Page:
Since the colloquium last September we’ve been moving on with the compilation of the successions database. A prototype with entries for the first 6 succession years (from James in 1603 to Anne in 1702), based on research using EEBO and ECCO, is now available to browse. Meanwhile we’ve been cataloguing the ‘second cycle’ of succession years (1604, 1626, 1661 etc.) With work now done on 1604 and 1626 (and very nearly complete on 1661), this is the first time that it’s been possible for us to get a sense of what happens to succession writing in the aftermath of a new monarch’s accession. The picture beginning to emerge is one where writers quickly move on from celebrating the succession itself and begin to address some of its specific consequences for the nation.
We collected 74 succession publications on the database for the year 1604 out of 785 records on EEBO. Compared to the 121 publications we recorded for 1603 (out of 807 records on EEBO) there was obviously a drop in the proportion of succession literature being published in 1604. That was probably to be expected. Our original rationale for cataloguing a span of years has, though, been justified by the fact that the database is picking up works written about the Jacobean succession that appear to have been printed late. Continue reading
The Stuart Successions project colloquium took place at Jesus College, Oxford at the end of September. The event marked the halfway point of the project and was an opportunity for scholars contributing essays to the project volume to share their work-in-progress and to discuss with other literary critics and historians the importance of succession writing to the political culture of the early-modern period. The papers delivered over the two days of the colloquium analysed succession writing in a variety of generic forms, and alongside different media, from across the full chronological range of the project.
The first day was started by Richard McCabe who explored the uncertainties of the verse panegyric that was produced to mark the accession of a Scottish monarch to the English throne and the commencement of a new dynasty in 1603. Shifting the focus onto 1625, David Colclough examined the sermon as a genre of succession writing, looking especially at John Donne’s response to a last minute call-up to preach before the new king, Charles I, in April 1625. Continue reading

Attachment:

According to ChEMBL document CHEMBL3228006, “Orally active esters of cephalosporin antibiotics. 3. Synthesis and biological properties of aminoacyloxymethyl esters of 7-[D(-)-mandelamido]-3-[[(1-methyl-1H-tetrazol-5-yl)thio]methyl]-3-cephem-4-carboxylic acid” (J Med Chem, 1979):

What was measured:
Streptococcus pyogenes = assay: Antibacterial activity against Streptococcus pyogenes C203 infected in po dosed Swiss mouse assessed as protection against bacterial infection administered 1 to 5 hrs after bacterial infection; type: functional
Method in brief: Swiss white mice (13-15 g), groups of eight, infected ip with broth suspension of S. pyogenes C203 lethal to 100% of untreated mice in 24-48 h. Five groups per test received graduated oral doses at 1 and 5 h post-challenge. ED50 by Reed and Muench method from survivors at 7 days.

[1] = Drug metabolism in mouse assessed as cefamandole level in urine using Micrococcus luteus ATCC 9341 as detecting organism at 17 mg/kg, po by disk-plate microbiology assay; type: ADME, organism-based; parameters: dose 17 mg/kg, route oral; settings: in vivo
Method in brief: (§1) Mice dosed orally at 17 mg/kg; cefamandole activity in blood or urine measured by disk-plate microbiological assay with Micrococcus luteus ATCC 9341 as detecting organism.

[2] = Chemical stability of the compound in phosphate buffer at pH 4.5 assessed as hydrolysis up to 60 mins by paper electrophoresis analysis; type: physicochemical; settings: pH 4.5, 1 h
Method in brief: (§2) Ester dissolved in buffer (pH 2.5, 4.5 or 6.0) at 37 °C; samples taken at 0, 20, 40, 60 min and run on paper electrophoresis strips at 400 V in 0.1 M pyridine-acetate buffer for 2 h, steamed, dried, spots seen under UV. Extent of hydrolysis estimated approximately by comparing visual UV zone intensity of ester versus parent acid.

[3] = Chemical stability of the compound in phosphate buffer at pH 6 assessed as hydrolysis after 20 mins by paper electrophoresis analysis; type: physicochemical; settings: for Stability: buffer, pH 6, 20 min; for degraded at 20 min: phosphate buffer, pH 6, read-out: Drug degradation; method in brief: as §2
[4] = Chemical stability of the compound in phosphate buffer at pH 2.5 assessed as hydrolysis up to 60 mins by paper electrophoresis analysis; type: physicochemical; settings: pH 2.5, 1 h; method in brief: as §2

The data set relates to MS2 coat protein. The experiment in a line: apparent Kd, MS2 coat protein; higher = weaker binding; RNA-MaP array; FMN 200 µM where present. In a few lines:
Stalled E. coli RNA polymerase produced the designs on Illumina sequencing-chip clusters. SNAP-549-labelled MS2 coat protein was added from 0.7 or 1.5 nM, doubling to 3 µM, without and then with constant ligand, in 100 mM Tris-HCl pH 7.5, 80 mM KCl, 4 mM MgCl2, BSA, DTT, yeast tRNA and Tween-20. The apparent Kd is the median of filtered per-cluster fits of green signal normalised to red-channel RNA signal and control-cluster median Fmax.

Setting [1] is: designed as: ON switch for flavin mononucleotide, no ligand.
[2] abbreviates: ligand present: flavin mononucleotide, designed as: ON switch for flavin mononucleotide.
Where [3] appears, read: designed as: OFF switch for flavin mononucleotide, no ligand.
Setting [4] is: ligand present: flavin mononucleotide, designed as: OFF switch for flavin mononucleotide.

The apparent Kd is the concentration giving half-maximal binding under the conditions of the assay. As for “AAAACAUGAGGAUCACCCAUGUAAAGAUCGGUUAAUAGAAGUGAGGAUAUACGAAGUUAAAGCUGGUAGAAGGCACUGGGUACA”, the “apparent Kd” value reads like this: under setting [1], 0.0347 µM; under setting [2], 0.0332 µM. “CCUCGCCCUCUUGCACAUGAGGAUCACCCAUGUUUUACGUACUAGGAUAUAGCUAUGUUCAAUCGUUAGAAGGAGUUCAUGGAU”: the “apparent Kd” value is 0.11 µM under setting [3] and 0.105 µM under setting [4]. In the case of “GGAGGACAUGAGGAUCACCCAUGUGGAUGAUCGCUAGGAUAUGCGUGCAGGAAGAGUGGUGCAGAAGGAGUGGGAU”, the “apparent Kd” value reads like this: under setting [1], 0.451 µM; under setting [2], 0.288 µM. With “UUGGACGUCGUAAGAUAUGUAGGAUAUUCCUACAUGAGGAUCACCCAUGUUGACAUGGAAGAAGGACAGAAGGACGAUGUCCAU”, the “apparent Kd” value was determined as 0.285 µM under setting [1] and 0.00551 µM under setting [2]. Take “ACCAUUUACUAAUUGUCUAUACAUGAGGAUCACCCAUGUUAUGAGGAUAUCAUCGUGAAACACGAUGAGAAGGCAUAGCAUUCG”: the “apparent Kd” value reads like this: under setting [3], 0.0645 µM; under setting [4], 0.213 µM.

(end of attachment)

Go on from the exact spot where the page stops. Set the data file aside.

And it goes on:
The task of cataloguing the succession literature of 1660 was always going to be one of the largest that the project faced. An EEBO search for the year returns 3511 records and to sift through these took around three and a half months. On completing this search at the beginning of autumn, around 545 new works had been added to the database. Many of these take forms that are familiar from previous succession years: of the current entries about a third for example are in, or include, verse. Other provisional information, though, reveals some more particular trends. About 7% are broadside ballads, more than in previous years and evidence of a widening commercial market for succession literature. About 10% are histories, most of which deal with the Civil Wars and the 1650s and thus seem to suggest that any impetus in 1660 to forget or turn the clock back to 1642 was more complex than it might first appear. We’ve also come across some firsts for the database: the first masque (Anthony Sadler’s The Subject’s Joy); the first genealogical chart (in Giles Fleming’s Stemma Sacrum); and the first item in Welsh, albeit an extract printed in a work written in English (William Williams’s none too ambiguously titled pamphlet The King, and none under God, but the King, can save this nation).
Yet determining what succession literature actually is in 1660 has been trickier than first expected. The project’s early definition of succession literature was: writing, printed in response to a new monarch’s assumption to the throne, which reflects on the transfer of monarchical power and / or attempts to shape perceptions of the new monarch. Continue reading